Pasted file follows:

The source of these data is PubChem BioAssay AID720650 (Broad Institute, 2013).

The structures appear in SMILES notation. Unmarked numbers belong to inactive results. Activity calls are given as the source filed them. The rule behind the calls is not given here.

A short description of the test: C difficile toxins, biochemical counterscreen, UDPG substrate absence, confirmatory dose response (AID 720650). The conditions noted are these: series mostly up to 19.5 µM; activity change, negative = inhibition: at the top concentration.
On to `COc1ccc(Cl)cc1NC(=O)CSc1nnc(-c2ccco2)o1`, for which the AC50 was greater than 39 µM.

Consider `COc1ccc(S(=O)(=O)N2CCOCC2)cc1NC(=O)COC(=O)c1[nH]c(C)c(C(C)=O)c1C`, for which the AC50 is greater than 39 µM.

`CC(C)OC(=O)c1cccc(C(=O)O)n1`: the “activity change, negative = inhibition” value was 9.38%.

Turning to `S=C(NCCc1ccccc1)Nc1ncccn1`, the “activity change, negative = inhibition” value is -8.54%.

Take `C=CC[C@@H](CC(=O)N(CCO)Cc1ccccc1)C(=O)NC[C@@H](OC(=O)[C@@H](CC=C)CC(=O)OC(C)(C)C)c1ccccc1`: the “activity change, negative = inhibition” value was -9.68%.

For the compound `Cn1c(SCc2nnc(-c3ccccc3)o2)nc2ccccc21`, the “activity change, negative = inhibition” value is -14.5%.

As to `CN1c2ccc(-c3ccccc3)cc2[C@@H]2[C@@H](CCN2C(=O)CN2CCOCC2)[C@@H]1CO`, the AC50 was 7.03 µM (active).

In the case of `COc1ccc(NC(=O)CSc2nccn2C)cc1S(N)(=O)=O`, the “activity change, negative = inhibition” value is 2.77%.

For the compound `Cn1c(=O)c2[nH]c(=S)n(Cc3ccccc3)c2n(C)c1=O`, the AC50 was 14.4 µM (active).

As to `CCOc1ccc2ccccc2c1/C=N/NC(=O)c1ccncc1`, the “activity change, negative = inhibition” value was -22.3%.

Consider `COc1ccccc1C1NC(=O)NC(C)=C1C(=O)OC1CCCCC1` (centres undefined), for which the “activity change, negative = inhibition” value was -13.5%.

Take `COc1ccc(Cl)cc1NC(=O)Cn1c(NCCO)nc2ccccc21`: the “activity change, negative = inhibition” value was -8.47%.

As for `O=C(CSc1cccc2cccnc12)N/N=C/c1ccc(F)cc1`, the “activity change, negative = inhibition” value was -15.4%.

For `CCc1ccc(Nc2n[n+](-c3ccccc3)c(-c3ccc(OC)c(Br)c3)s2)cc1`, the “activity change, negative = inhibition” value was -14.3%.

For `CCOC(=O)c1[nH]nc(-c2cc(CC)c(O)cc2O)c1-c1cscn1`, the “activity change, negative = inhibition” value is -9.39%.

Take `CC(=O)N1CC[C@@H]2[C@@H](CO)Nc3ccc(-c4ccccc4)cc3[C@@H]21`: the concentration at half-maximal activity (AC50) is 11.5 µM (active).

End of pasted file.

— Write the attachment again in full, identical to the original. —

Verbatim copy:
The source of these data is PubChem BioAssay AID720650 (Broad Institute, 2013).

The structures appear in SMILES notation. Unmarked numbers belong to inactive results. Activity calls are given as the source filed them. The rule behind the calls is not given here.

A short description of the test: C difficile toxins, biochemical counterscreen, UDPG substrate absence, confirmatory dose response (AID 720650). The conditions noted are these: series mostly up to 19.5 µM; activity change, negative = inhibition: at the top concentration.
On to `COc1ccc(Cl)cc1NC(=O)CSc1nnc(-c2ccco2)o1`, for which the AC50 was greater than 39 µM.

Consider `COc1ccc(S(=O)(=O)N2CCOCC2)cc1NC(=O)COC(=O)c1[nH]c(C)c(C(C)=O)c1C`, for which the AC50 is greater than 39 µM.

`CC(C)OC(=O)c1cccc(C(=O)O)n1`: the “activity change, negative = inhibition” value was 9.38%.

Turning to `S=C(NCCc1ccccc1)Nc1ncccn1`, the “activity change, negative = inhibition” value is -8.54%.

Take `C=CC[C@@H](CC(=O)N(CCO)Cc1ccccc1)C(=O)NC[C@@H](OC(=O)[C@@H](CC=C)CC(=O)OC(C)(C)C)c1ccccc1`: the “activity change, negative = inhibition” value was -9.68%.

For the compound `Cn1c(SCc2nnc(-c3ccccc3)o2)nc2ccccc21`, the “activity change, negative = inhibition” value is -14.5%.

As to `CN1c2ccc(-c3ccccc3)cc2[C@@H]2[C@@H](CCN2C(=O)CN2CCOCC2)[C@@H]1CO`, the AC50 was 7.03 µM (active).

In the case of `COc1ccc(NC(=O)CSc2nccn2C)cc1S(N)(=O)=O`, the “activity change, negative = inhibition” value is 2.77%.

For the compound `Cn1c(=O)c2[nH]c(=S)n(Cc3ccccc3)c2n(C)c1=O`, the AC50 was 14.4 µM (active).

As to `CCOc1ccc2ccccc2c1/C=N/NC(=O)c1ccncc1`, the “activity change, negative = inhibition” value was -22.3%.

Consider `COc1ccccc1C1NC(=O)NC(C)=C1C(=O)OC1CCCCC1` (centres undefined), for which the “activity change, negative = inhibition” value was -13.5%.

Take `COc1ccc(Cl)cc1NC(=O)Cn1c(NCCO)nc2ccccc21`: the “activity change, negative = inhibition” value was -8.47%.

As for `O=C(CSc1cccc2cccnc12)N/N=C/c1ccc(F)cc1`, the “activity change, negative = inhibition” value was -15.4%.

For `CCc1ccc(Nc2n[n+](-c3ccccc3)c(-c3ccc(OC)c(Br)c3)s2)cc1`, the “activity change, negative = inhibition” value was -14.3%.

For `CCOC(=O)c1[nH]nc(-c2cc(CC)c(O)cc2O)c1-c1cscn1`, the “activity change, negative = inhibition” value is -9.39%.

Take `CC(=O)N1CC[C@@H]2[C@@H](CO)Nc3ccc(-c4ccccc4)cc3[C@@H]21`: the concentration at half-maximal activity (AC50) is 11.5 µM (active).